Milk peptides are formed from milk proteins through enzymatic breakdown by digestive enzymes or by the proteinases of lactobacilli during the fermentation of milk. These peptides directly influence numerous biological processes evoking behavioral, gastrointestinal, hormonal, immunological, neurological, and nutritional responses.
The major protein fractions in bovine milk include a-LA, ß-LG, caseins, immunoglobulins, lactoferrin, proteose- peptide fractions (heat-stable, acid soluble phosphoglycoproteins and minor whey proteins such as transferrin and serum albumin. Antimicrobial milk proteins, such as lactoferrin, were described in early literature1. Casecidin, obtained by chymosin digestion of casein at neutral pH, was among the first defense peptides actually purified and exhibited activity in vitro against Staphylococcus, Sarcina, Bacillus subtilis, Diplococcus pneumoniae, and Streptococcus pyogenes2. Milk also contains peptides that exhibit antifungal properties like lactoferrin or its peptides (ex. lactoferricin B., in combination with azole antifungal agents, has been demonstrated with Candida albicans3.
Milk peptides have a high content of negative charges they will efficiently bind divalent cations with the formation of soluble complexes. Complexes of peptides and minerals of Fe, Mg, Mn, Cu and Se are reported. The high content of negative charges makes these phosphopeptides resistant to further hydrolysis. Milk caseins are easily degradable proteins due to their random coil structure. The whey proteins, b-lactoglobulin, a-lactalbumin and lactoferrin also give rise to peptides with mineral binding abilities. These proteins are regarded as more resistant to enzymatic attack and undergo hydrolysis much more slowly than the caseins4.
Mode of action
Milk peptides may affect mucosal immunity possibly by guiding local immunity until it develops its full functionality5. Several milk peptides have been shown to have antihypertensive effects in animal and in clinical studies. The most studied mechanism underlying the antihypertensive effects of milk peptides is inhibition of angiotensin-converting enzyme6. Angiotensin-converting enzyme inhibition (ACE. is an enzyme that plays a crucial role in the function of the renin-angiotensin system (RAS). The RAS is an important regulator of blood pressure and fluid and electrolyte balance. In the RAS, angiotensin I is converted to angiotensin II by ACE. Angiotensin II is a strong vasoconstrictor that induces release of aldosterone and therefore increases sodium concentration and furthers the blood pressure. ACE inhibitors have 2 effects on the renin-angiotensin system. They reduce production of angiotensin II and inhibit the degradation of the vasodilator.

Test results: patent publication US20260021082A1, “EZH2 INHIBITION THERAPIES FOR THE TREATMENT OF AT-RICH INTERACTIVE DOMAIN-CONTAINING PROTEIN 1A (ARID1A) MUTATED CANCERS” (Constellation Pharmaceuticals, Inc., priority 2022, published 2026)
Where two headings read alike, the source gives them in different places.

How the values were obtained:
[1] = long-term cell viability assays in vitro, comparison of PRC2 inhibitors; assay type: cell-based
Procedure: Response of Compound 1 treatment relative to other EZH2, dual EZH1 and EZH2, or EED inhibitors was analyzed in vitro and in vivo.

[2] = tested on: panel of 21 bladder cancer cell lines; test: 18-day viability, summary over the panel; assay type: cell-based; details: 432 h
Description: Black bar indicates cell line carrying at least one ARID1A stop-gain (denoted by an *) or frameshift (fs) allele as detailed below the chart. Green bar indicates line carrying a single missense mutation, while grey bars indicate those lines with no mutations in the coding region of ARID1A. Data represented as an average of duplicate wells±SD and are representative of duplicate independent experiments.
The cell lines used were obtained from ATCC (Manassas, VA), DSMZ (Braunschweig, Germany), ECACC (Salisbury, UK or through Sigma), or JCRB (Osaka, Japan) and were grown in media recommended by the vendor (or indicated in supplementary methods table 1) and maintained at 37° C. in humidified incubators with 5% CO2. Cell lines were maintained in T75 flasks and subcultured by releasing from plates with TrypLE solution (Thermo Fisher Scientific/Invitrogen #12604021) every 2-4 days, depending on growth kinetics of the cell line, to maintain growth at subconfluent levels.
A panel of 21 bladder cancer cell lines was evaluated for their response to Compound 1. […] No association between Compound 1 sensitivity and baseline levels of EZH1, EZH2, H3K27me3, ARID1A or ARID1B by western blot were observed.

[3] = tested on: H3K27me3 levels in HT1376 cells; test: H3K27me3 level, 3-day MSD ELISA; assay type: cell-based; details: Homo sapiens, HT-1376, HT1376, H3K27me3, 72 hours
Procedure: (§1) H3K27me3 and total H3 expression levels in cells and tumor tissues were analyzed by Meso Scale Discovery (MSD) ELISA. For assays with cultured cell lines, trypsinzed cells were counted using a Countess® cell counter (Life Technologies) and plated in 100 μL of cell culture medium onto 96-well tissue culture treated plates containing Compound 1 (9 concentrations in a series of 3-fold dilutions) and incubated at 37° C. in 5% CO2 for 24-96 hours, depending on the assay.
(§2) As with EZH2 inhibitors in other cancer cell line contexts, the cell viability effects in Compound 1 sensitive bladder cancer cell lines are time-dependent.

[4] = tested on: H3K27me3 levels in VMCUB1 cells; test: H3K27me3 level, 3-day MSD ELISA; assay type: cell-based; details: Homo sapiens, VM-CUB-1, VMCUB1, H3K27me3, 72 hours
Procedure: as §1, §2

Several milk peptides have opioid-like activities are derived from ??casein, called ?-exorphins, and those derived from ?-casein are called casoxins. These peptides have been shown to lower blood pressure. Because the antihypertensive effect of ?-lactorphin was completely prevented by an opioid receptor antagonist naloxone, it has been proposed that the antihypertensive effect is mediated via opioid receptors.
Antimicrobial Peptides - Milk contains a variety of components that provide immunological protection and facilitate the development of neonatal immune competence6. Lactoferrin is another milk bioactive compound with nutritional and health promoting properties; it modulates the microbial intestinal environment, displays anti-microbial activity against various pathogens and stimulates the establishment of beneficial microflora.
Antihypertensive Peptides (ACE Inhibitors) - Antihypertensive peptides inhibit the angiotensin converting enzyme (ACE), ACE converts angiotensin I to angiotensin II, increasing blood pressure and aldersterone, and inactivating the depressor action of bradykinin7.
Antithrombotic Peptides- Antithrombotic peptides are present in milk, involved in milk clotting, defined by the interaction of ?-CN with chymosin and blood clotting processes8.
Caseinophosphopeptides- Casein phosphopeptides (CPP) have been identified after trypsin release from as1-, as2-, and ß-CN. This complex formation results in an increased solubility which, in turn, provides enhanced absorption of calcium across the distal small intestines of animals fed casein diets in comparison to control animals fed soy-based diets7.
Immunomodulatory Peptides - Immunomodulatory milk peptides affect both the immune system and cell proliferation responses. ß-casokinins inhibit ACE enzymes that are responsible for inactivating bradykinin, a hormone with immune enhancing effects7.
1. Bullen JJ, Rogers HJ, Leigh L (1972). Iron binding proteins in milk and resistance to E. coli infections in infants. Br. Med, 1: 69–75.
2. Lahov E and W Regelson (1996) Antibacterial and immunostimulating casein-derived substances from milk: casecidin, isracidin peptides. Food Chem. Toxicol, 34: 131–145.
3. Wakabayashi H, Abe S, Okutomi T, Tansho S, Kawase K, Yamaguchi H (1996). Cooperative anti-Candida effects of lactoferrin or its peptides in combination with azole antifungal agents. Microbiol. Immunol, 40: 821–825.
4. Vegarud GE, Langsrud T, Svenning C (2000.. Mineral-binding milk proteins and peptides; occurrence, biochemical and technological characteristics. British Journal of Nutrition, 84(1): 91-98.
5. Politis I and Chronopoulou R (2007). Milk Peptides and Immune Response in the Neonate. Advances in Experimental Medicine and Biology, 606: 253-269.
6. Jauhiainen T and Riitta Korpela R (2007). Milk Peptides and Blood Pressure. J. Nutr, 137: 825–829.
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